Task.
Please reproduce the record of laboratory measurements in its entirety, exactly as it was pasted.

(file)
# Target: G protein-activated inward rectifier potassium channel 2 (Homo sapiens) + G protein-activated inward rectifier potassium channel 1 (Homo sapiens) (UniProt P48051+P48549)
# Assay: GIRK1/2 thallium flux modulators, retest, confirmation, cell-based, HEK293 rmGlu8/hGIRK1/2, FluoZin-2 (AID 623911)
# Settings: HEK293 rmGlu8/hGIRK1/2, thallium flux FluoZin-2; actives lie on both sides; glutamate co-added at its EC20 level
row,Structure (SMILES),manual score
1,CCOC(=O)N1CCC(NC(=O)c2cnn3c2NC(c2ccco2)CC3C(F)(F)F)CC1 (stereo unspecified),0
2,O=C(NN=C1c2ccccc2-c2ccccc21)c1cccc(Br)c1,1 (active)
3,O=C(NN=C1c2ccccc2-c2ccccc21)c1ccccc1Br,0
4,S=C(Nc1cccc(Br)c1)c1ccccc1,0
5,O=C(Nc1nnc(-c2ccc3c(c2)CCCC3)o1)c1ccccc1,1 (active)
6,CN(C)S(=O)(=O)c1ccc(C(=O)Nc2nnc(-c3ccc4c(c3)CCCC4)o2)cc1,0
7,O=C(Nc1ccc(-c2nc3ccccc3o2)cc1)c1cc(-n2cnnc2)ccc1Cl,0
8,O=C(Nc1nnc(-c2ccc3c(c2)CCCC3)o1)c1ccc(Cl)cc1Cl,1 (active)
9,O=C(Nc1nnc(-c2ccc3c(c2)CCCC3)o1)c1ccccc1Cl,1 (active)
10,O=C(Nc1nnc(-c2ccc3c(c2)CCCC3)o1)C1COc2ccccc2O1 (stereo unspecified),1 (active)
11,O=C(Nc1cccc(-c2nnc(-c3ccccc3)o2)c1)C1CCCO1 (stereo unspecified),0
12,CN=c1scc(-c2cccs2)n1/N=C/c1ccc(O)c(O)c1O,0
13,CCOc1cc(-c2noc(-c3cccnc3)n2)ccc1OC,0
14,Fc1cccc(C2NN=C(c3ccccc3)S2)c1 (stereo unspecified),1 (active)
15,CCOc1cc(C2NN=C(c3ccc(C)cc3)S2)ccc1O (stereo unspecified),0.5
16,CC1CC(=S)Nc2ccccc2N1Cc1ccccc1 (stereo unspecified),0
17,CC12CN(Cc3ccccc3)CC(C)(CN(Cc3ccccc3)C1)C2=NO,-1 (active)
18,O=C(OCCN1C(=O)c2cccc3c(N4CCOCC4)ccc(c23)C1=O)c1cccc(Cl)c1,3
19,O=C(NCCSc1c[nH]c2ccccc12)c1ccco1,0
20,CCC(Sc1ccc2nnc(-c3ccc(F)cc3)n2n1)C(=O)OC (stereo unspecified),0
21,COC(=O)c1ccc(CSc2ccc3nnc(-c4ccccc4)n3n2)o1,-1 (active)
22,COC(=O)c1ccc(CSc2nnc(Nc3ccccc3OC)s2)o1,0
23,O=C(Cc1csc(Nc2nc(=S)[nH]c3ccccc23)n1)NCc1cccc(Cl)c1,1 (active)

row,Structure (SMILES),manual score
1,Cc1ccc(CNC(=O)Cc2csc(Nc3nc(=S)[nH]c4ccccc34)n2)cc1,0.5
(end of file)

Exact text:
# Target: G protein-activated inward rectifier potassium channel 2 (Homo sapiens) + G protein-activated inward rectifier potassium channel 1 (Homo sapiens) (UniProt P48051+P48549)
# Assay: GIRK1/2 thallium flux modulators, retest, confirmation, cell-based, HEK293 rmGlu8/hGIRK1/2, FluoZin-2 (AID 623911)
# Settings: HEK293 rmGlu8/hGIRK1/2, thallium flux FluoZin-2; actives lie on both sides; glutamate co-added at its EC20 level
row,Structure (SMILES),manual score
1,CCOC(=O)N1CCC(NC(=O)c2cnn3c2NC(c2ccco2)CC3C(F)(F)F)CC1 (stereo unspecified),0
2,O=C(NN=C1c2ccccc2-c2ccccc21)c1cccc(Br)c1,1 (active)
3,O=C(NN=C1c2ccccc2-c2ccccc21)c1ccccc1Br,0
4,S=C(Nc1cccc(Br)c1)c1ccccc1,0
5,O=C(Nc1nnc(-c2ccc3c(c2)CCCC3)o1)c1ccccc1,1 (active)
6,CN(C)S(=O)(=O)c1ccc(C(=O)Nc2nnc(-c3ccc4c(c3)CCCC4)o2)cc1,0
7,O=C(Nc1ccc(-c2nc3ccccc3o2)cc1)c1cc(-n2cnnc2)ccc1Cl,0
8,O=C(Nc1nnc(-c2ccc3c(c2)CCCC3)o1)c1ccc(Cl)cc1Cl,1 (active)
9,O=C(Nc1nnc(-c2ccc3c(c2)CCCC3)o1)c1ccccc1Cl,1 (active)
10,O=C(Nc1nnc(-c2ccc3c(c2)CCCC3)o1)C1COc2ccccc2O1 (stereo unspecified),1 (active)
11,O=C(Nc1cccc(-c2nnc(-c3ccccc3)o2)c1)C1CCCO1 (stereo unspecified),0
12,CN=c1scc(-c2cccs2)n1/N=C/c1ccc(O)c(O)c1O,0
13,CCOc1cc(-c2noc(-c3cccnc3)n2)ccc1OC,0
14,Fc1cccc(C2NN=C(c3ccccc3)S2)c1 (stereo unspecified),1 (active)
15,CCOc1cc(C2NN=C(c3ccc(C)cc3)S2)ccc1O (stereo unspecified),0.5
16,CC1CC(=S)Nc2ccccc2N1Cc1ccccc1 (stereo unspecified),0
17,CC12CN(Cc3ccccc3)CC(C)(CN(Cc3ccccc3)C1)C2=NO,-1 (active)
18,O=C(OCCN1C(=O)c2cccc3c(N4CCOCC4)ccc(c23)C1=O)c1cccc(Cl)c1,3
19,O=C(NCCSc1c[nH]c2ccccc12)c1ccco1,0
20,CCC(Sc1ccc2nnc(-c3ccc(F)cc3)n2n1)C(=O)OC (stereo unspecified),0
21,COC(=O)c1ccc(CSc2ccc3nnc(-c4ccccc4)n3n2)o1,-1 (active)
22,COC(=O)c1ccc(CSc2nnc(Nc3ccccc3OC)s2)o1,0
23,O=C(Cc1csc(Nc2nc(=S)[nH]c3ccccc23)n1)NCc1cccc(Cl)c1,1 (active)

row,Structure (SMILES),manual score
1,Cc1ccc(CNC(=O)Cc2csc(Nc3nc(=S)[nH]c4ccccc34)n2)cc1,0.5